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Golf 101: If you could only pick one wedge loft to use, what would it be?

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What’s the perfect loft for a sand wedge? 

To take it a step further, what if you had to pick one tool to use from short distance? Do you have the chops to hit soft pitching wedges? Hard sand wedges? Do you know how to play with an open face? Closed? Use the bounce? Make something work?

I remember when I first started playing golf and my first full bag of clubs. I remember the set vividly, it was a set of Red Birds (now Avian) driver, 3-wood, 5-wood, 3-PW, a sand wedge, and a Ping Anser 2 putter. If you do the math, that’s the 13 clubs (for the club counters out there) and it was by design. Growing up at Rainier G&CC, I was taught the game by now Director of Golf at Glendale CC Mike Montgomery.

“Where’s the 60?” I asked. “You don’t need it,” said Mike. “Everything you need to do around the greens can be done with your 9-iron and that 56 degree. Once you master those, we can look at a 60.” Not what you want to hear as a 16-year-old, but what did I know?

If you talk to any of the great wedge makers (Vokey, Taylor, Dill, etc), they will tell you the same thing, and it’s not based on some conservative theory—they have seen the best hands in the world play this way. Seve and Lee to name a few.

So I went down The Gear Dive guest list and asked this question…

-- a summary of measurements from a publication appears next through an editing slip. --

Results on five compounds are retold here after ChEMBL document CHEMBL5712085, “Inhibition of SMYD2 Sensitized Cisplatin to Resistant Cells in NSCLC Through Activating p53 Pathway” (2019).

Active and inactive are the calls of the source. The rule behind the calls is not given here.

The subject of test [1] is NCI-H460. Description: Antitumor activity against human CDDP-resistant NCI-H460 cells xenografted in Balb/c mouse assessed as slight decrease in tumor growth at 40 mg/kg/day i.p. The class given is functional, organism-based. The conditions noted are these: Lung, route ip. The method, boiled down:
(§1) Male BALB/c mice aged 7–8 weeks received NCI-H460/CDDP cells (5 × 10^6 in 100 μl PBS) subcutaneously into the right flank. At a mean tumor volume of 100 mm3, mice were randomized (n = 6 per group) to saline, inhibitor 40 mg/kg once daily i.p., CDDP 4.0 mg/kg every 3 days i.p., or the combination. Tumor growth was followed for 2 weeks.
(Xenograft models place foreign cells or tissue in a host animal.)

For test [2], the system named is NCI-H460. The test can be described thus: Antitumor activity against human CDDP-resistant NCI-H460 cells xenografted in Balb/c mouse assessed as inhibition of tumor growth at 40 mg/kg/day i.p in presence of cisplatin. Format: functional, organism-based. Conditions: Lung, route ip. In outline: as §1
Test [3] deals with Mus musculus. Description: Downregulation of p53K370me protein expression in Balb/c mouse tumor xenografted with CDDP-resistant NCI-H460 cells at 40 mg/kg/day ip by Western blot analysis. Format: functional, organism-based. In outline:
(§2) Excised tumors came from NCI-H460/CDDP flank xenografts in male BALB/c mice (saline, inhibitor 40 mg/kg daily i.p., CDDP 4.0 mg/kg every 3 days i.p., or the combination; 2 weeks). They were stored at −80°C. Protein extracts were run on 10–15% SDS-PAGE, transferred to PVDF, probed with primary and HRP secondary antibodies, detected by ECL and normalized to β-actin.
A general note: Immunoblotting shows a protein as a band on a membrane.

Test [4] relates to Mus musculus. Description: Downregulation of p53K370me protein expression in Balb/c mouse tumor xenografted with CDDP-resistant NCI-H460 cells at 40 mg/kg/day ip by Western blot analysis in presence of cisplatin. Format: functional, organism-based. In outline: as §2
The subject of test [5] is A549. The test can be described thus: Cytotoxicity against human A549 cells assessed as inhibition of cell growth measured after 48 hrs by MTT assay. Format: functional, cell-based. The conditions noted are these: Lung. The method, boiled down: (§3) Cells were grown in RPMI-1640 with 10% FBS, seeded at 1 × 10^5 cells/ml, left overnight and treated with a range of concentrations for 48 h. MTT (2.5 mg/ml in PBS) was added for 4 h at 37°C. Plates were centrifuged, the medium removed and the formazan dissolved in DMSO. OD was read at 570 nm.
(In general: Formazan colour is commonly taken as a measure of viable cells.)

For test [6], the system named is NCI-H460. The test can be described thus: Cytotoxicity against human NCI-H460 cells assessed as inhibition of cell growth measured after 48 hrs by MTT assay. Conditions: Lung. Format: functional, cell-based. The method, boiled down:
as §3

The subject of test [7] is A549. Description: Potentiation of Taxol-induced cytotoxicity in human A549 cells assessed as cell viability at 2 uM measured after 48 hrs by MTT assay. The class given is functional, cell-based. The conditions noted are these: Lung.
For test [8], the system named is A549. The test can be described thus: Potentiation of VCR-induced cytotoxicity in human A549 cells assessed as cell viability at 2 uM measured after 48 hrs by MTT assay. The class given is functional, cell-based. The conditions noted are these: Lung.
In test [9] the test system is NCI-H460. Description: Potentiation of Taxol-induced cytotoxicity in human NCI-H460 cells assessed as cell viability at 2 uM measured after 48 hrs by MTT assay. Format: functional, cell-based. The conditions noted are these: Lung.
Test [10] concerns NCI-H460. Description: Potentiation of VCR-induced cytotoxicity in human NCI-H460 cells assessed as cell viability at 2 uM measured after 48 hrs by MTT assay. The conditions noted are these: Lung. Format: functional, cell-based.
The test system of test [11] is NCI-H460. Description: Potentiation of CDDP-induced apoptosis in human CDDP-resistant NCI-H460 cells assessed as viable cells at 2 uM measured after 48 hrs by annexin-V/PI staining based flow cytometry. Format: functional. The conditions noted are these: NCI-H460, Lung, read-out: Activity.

If you had to pick one wedge to use after the pitching wedge, what would it be and why?

The answers are REALLY interesting.

Rocco Mediate: (50) – “With my bounce numbers then I can make it up to at least 75 degrees dynamic loft on-call, so all bases are covered.”

Ryan Palmer: (50) – “I could hit numerous shots and have shots from multiple distances.”

Aaron Dill: (56-14F) – “I think it’s plenty of loft for anyone but not too much where you’re disconnected from the PW. The F style of sole tends to be forgiving yet subtly versatile in most situations.”  

Fred Couples: (58) – “If I had to hit it 100 I could, and I know how to hit a soft PW. Also around the greens, I’d have everything I need.”

Steve Elkington: (52) – “I can always add loft but it’s hard to go the other way. 52 gives me plenty of options to get it done.” 

Jimmy Walker: (54) – “I can make it work around the greens and there are lots of 115 shots in golf.”

Chris Trott: (56 High Toe) – “Most golfers need the versatility of a 56, and if they need to turn it down and hit it out of the fairway it’s there. The High Toe gives them a little more versatility on opened face shots.”

So what did we learn here? More loft isn’t necessarily the end all be all. I don’t see any 60-degree wedges mentioned here.

So, the nugget is to get creative with all your wedges. Get to know what each one can do and what they offer. You may find that the more you mess around with them the more shots in your arsenal you will have. If you do it right, you won’t just go for the 60 every time. Most players at the highest level could not only turn one wedge into four or five but could also turn three into 12-15…